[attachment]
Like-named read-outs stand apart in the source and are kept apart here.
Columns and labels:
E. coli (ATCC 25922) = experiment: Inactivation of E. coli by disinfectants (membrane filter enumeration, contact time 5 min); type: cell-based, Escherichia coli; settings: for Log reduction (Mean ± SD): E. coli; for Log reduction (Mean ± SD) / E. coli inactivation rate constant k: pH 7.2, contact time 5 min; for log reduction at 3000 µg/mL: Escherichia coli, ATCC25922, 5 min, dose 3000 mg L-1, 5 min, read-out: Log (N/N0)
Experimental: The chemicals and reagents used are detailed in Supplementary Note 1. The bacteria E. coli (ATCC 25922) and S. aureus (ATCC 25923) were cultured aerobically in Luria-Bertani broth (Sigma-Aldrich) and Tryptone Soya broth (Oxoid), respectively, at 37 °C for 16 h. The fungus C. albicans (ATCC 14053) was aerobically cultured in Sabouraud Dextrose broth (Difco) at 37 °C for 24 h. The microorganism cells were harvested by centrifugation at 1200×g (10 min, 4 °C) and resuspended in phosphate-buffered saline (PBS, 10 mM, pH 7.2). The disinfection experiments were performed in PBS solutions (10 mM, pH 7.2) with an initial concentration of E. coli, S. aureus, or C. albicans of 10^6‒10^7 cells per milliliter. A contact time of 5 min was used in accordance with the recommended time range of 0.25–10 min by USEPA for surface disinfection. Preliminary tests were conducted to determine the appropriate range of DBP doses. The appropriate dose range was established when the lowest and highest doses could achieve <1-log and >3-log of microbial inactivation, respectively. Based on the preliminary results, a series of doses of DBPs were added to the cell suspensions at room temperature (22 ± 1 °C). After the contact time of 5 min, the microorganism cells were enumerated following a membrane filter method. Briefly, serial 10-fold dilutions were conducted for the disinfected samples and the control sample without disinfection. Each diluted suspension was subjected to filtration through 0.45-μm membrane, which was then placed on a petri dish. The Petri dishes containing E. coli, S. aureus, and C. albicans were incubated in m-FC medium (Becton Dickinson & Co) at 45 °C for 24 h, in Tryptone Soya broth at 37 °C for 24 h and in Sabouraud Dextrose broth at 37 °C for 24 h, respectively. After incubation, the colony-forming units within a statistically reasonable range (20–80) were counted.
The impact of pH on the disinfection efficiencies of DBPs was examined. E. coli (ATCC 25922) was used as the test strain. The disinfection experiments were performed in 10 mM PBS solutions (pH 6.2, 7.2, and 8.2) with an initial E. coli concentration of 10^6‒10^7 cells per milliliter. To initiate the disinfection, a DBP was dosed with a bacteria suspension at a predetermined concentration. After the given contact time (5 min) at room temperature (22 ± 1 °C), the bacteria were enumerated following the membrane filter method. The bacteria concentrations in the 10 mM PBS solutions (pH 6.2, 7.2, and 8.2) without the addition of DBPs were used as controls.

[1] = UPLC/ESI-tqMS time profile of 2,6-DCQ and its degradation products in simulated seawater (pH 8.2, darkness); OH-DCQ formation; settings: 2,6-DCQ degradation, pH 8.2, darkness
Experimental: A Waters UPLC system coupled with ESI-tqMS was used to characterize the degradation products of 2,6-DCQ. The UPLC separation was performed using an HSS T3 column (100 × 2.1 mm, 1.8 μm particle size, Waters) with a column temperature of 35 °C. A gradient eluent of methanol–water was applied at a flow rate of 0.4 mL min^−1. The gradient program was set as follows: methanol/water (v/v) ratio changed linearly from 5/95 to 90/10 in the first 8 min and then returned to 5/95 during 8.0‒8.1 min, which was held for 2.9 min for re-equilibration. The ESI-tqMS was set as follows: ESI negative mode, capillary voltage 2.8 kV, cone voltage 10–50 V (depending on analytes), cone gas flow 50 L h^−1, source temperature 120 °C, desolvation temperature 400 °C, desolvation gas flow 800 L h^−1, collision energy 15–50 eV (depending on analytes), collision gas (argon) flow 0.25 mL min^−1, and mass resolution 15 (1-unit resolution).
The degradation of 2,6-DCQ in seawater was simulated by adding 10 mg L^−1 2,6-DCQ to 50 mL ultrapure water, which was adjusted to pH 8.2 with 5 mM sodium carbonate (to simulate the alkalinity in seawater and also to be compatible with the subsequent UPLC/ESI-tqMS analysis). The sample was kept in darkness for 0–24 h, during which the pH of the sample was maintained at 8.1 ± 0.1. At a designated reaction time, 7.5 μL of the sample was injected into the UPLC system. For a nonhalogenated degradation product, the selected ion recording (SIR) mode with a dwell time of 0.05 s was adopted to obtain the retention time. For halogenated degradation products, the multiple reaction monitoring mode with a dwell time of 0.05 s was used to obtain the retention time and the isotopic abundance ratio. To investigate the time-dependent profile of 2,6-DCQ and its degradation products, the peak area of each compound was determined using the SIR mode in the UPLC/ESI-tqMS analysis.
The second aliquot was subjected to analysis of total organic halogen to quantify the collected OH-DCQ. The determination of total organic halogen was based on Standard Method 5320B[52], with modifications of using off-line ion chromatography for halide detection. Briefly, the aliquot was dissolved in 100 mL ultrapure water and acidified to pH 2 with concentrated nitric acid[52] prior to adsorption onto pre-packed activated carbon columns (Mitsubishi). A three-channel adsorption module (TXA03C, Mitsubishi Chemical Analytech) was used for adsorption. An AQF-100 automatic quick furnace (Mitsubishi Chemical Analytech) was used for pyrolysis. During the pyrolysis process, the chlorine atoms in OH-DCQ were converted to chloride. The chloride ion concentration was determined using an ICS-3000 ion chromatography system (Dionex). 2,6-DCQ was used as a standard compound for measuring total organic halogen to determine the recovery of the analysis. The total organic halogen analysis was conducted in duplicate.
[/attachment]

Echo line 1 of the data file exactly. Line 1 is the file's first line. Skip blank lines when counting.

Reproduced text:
Like-named read-outs stand apart in the source and are kept apart here.